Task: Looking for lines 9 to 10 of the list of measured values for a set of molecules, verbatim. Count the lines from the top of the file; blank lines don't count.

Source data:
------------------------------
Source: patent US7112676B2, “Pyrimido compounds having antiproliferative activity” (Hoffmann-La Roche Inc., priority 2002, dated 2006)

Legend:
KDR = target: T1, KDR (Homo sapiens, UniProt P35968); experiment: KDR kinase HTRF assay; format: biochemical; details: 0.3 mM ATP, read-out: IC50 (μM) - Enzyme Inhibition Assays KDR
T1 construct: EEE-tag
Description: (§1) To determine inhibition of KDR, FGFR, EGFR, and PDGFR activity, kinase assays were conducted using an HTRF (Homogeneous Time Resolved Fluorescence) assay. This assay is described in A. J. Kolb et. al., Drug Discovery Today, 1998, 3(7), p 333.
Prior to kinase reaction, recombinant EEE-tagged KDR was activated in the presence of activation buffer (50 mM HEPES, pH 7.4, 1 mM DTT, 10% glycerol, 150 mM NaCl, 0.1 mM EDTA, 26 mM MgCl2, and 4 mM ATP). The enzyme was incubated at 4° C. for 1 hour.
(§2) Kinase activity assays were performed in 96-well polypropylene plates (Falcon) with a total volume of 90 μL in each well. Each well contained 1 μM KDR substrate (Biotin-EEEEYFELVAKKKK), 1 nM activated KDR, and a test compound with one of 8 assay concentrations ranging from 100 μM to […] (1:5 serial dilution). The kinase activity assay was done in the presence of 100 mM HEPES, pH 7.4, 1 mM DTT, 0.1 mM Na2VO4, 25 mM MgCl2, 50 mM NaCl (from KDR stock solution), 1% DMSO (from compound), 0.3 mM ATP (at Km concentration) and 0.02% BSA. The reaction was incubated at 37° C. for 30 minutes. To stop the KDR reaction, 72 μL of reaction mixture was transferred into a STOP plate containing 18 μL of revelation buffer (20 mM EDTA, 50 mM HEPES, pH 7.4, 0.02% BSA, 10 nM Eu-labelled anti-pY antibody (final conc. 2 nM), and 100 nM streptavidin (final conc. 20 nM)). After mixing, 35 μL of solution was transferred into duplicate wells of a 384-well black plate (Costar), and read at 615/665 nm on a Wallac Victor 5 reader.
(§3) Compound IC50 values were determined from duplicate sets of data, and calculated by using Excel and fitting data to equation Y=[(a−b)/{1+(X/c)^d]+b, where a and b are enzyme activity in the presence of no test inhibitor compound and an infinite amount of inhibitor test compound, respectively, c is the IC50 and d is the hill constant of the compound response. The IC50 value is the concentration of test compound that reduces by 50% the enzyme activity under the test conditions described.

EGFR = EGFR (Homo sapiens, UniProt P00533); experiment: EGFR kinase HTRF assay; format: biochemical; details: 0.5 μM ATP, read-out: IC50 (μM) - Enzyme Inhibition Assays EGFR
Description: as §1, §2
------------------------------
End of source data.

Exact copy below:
EGFR = EGFR (Homo sapiens, UniProt P00533); experiment: EGFR kinase HTRF assay; format: biochemical; details: 0.5 μM ATP, read-out: IC50 (μM) - Enzyme Inhibition Assays EGFR
Description: as §1, §2